9 Point Scoring Guide^ 9 Essays earning a score of 9 meet the criteria for a score of 8 and, in addition, are especially sophisticated in their argument, thorough in their development or particularly impressive in their control of language. 8 Effective Essays earning a score of 8 effectively argue, inform, and/or narrate. The evidence and explanations used are appropriate and convincing, and the purpose is especially coherent and well developed. The prose demonstrates a consistent ability to control a wide range of the elements of effective writing. 7 Essays earning a score of 7 meet the criteria for a score of 6 but provide a more complete explanation, more thorough development or a more mature prose style. 6 Adequate Essays earning a score of 6 adequately argue, inform and/or narrate. The evidence and explanations used are appropriate and sufficient, and the purpose is adequately developed and coherent. The writing may contain lapses in diction or syntax, but generally the prose is clear. 5 Essays earning a score of 5 argue, inform and/or narrate. The evidence or explanations used may be uneven, inconsistent or limited. The writing may contain lapses in diction or syntax, but it usually conveys the student’s ideas. 4 Inadequate Essays earning a score of 4 inadequately argue, inform and/or narrate. The evidence or explanations used may be inappropriate, insufficient or less convincing. The purpose may be inadequately developed or have lapses in coherence. The prose generally conveys the student’s ideas but may be less consistent in controlling the elements of effective writing. 3 Essays earning a score of 3 meet the criteria for a score of 4 but demonstrate less success in purposefully arguing, informing and/or narrating. The essays may show less maturity in control of writing. 2 Little Success Essays earning a score of 2 demonstrate little success in purposefully arguing, informing and/or narrating. The prose often demonstrates consistent weaknesses in writing, such as grammatical problems, a lack of development or organization, or a lack of coherence and control. 1 Essays earning a score of 1 meet the criteria for a score of 2 but are undeveloped, especially simplistic in their explanation and argument, weak in their control of language or especially lacking in coherence and development.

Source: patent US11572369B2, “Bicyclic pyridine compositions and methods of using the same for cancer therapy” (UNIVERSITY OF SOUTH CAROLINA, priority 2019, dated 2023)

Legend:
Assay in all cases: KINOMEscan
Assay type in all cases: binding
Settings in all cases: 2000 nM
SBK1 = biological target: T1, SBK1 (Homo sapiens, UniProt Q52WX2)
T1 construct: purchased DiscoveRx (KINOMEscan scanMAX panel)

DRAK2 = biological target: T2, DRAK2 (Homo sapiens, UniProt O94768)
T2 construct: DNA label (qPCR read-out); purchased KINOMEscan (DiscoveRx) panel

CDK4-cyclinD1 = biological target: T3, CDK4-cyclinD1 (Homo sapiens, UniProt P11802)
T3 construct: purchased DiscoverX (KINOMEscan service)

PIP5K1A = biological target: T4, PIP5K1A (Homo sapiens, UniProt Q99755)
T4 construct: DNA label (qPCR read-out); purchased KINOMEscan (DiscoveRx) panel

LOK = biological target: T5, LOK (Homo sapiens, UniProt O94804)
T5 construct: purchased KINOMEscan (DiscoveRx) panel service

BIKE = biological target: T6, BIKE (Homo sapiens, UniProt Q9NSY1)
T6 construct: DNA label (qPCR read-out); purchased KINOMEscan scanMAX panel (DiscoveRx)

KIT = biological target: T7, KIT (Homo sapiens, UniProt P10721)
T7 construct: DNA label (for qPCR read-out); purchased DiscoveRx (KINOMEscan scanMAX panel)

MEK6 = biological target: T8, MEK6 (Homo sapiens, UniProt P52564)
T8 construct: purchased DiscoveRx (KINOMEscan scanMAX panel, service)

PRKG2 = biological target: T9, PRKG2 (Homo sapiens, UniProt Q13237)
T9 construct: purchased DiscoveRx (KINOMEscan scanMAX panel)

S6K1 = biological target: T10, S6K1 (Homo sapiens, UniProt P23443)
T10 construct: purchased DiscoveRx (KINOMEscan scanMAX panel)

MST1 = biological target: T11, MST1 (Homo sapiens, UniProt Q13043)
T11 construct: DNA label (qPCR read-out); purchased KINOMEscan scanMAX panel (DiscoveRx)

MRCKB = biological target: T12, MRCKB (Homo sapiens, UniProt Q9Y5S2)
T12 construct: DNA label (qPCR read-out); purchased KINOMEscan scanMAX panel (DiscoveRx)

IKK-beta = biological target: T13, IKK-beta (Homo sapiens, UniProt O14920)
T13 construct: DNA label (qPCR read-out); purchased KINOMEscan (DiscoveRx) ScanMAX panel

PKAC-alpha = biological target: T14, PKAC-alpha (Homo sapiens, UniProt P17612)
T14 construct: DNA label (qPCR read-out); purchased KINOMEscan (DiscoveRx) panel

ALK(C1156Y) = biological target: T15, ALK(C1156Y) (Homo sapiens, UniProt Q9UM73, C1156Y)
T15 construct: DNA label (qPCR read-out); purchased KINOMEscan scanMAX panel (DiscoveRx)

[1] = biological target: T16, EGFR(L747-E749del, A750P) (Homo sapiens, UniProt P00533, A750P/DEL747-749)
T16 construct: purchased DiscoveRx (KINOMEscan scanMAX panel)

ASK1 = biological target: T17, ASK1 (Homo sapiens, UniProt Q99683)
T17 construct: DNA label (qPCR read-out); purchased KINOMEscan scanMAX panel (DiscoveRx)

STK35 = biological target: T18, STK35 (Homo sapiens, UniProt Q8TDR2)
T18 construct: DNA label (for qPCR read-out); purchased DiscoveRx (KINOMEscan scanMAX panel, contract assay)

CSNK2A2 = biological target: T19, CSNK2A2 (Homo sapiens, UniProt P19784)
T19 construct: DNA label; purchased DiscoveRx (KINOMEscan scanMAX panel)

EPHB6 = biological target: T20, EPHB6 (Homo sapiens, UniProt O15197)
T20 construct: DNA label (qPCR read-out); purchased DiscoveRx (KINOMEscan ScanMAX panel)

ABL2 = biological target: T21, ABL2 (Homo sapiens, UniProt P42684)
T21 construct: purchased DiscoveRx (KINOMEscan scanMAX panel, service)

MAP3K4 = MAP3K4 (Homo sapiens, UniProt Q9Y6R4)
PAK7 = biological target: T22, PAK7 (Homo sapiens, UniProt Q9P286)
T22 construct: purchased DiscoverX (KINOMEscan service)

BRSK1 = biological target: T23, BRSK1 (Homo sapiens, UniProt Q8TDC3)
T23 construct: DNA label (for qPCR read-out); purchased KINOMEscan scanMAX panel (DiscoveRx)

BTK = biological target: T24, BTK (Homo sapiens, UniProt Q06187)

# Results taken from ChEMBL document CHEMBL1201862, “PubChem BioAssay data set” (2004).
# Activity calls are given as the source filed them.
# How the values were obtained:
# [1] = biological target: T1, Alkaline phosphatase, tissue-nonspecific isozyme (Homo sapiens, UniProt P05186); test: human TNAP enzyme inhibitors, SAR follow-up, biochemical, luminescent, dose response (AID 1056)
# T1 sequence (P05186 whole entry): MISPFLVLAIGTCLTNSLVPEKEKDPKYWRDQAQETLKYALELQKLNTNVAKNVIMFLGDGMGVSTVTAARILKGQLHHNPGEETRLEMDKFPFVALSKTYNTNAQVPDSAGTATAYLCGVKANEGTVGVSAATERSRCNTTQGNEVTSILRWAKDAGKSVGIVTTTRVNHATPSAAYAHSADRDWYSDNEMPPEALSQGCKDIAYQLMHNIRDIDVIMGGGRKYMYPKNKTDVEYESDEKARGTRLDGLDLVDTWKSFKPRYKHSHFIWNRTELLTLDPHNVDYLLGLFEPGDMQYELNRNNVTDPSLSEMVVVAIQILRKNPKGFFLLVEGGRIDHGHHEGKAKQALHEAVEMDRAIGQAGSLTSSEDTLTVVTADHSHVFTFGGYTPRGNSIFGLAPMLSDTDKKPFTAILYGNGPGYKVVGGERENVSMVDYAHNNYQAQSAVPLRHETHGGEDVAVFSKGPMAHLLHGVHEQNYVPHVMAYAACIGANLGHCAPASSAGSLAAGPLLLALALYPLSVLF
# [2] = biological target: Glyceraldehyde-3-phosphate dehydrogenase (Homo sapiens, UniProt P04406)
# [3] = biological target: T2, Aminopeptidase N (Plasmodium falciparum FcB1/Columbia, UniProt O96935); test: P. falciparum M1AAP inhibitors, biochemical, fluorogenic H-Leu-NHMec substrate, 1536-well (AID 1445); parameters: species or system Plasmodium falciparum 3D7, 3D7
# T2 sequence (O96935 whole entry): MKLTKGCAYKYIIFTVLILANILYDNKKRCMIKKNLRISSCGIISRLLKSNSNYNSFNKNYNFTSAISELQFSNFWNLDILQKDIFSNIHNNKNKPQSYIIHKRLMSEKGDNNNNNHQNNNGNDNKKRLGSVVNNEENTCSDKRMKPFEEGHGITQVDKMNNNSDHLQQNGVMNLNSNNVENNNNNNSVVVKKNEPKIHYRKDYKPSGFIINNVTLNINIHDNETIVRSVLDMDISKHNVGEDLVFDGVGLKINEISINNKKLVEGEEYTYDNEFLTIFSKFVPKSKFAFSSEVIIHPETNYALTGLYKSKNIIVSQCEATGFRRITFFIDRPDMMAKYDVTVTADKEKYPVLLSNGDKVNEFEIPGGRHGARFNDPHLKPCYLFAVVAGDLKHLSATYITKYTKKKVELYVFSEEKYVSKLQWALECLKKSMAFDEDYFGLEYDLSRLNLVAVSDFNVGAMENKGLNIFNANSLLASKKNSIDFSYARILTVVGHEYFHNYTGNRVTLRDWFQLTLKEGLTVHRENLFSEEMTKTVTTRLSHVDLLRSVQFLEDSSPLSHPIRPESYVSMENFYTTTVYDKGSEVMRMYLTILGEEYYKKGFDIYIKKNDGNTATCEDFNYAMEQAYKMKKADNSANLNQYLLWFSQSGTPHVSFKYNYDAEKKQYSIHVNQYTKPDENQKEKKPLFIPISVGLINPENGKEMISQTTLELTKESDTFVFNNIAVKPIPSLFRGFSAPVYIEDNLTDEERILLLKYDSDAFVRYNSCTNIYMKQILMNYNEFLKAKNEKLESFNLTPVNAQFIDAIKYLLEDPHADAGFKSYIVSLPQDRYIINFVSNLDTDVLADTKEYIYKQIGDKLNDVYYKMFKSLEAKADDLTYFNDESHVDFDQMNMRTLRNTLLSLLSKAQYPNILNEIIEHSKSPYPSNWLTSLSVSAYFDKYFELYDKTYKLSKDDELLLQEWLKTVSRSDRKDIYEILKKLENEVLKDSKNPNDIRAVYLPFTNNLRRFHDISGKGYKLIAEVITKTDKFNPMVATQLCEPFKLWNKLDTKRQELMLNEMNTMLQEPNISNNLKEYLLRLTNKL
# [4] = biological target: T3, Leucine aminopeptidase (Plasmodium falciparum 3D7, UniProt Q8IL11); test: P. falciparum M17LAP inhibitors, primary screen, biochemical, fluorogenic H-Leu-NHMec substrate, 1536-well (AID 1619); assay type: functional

In order to determine a final score for each essay using this method, I will give the essay a holistic score from the 9 Point scale then multiply that number by 35. Therefore, 9 = 315, 8 =280, 7 = 245, 6 = 210, 5 = 175, 4 =140, 3 = 105, 2 = 70, 1 = 35 out of 300. (Yes, a 9 would earn a little extra credit using this scale.) ^Adapted from the College Board’s AP English Language and Composition Scoring Guidelines.


Essay Rubric Purpose

35

Title and Introduction

35

Organization/Paragraph Making

35

Idea Development

35

Level of Detail

35

Conclusion

35

Coherence/Clarity/Control/Sentence Making

35

Voice/Energy/Commitment

35

Copy Editing/Conventions/Mechanics

35

Total

315 possible points (Yes, there is a bit of extra credit available.)


College Placement Portfolio Semester Plan